However, after the German court ruling, ECB President Christine Lagarde stood her ground and defended the policy. Lagarde said that, under the current extraordinary circumstances, central banks “have to go beyond the normal tools to use exceptional measures to avoid a tightening [of financing costs] and to ensure our monetary policy is transmitted across the euro area. We are an independent institution, answerable to the European Parliament, and driven by our mandate. We will continue to do whatever is needed, whatever is necessary, to deliver on that mandate. Undeterred.” In fact, several ECB officials have suggested that the ECB not even reply to the German court. To reply would acknowledge the standing of that court in this case and might encourage other member country courts to act on ECB issues. Moreover, it has been pointed out that the German court, in making its rulings, was implicitly rebuking a 2018 ruling by the European Court of Justice that approved of ECB bond buying. It is possible that a resolution of this issue will require intervention by German Chancellor Merkel. On a practical level, although the German court ruled against Germany selling bonds directly to the ECB, it cannot stop the ECB from purchasing such bonds in the secondary market. Consequently, the ruling might not have much practical effect. Indeed, bond yields did not move dramatically in response to the ruling, suggesting that investors may not actually be worried that the ruling will have practical consequences. Italian yields rose moderately after the ruling but fell modestly after Lagarde’s remarks.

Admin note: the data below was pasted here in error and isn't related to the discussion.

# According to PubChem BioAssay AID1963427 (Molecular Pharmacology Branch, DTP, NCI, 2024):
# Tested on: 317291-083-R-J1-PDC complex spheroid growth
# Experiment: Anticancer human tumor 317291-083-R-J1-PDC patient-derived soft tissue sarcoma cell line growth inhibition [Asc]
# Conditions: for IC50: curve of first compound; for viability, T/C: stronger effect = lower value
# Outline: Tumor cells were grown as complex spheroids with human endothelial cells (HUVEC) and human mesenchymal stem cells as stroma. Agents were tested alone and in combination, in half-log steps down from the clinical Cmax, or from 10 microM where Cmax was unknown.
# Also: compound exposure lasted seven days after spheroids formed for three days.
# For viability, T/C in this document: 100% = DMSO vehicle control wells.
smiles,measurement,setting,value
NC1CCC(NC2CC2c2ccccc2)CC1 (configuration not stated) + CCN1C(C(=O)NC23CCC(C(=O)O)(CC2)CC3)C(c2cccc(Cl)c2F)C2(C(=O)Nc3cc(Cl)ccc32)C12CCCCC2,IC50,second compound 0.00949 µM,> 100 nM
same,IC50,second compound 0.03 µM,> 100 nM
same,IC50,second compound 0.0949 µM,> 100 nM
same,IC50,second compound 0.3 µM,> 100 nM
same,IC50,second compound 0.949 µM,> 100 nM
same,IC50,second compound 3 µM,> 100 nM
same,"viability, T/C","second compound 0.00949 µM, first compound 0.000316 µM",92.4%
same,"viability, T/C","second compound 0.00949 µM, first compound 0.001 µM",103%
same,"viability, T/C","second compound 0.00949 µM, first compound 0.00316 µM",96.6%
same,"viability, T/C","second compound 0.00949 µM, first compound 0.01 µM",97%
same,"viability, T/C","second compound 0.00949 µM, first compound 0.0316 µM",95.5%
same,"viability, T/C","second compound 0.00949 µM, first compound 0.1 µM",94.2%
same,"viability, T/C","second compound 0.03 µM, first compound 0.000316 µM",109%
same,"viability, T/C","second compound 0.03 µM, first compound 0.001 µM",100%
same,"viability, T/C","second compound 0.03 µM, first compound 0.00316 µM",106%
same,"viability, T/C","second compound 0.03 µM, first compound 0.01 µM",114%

The US government’s employment reports for April were released last week and, not surprisingly, the numbers were record-breaking and historic. The government releases two reports, one based on a survey of establishments, the other on a survey of households. Let’s examine both.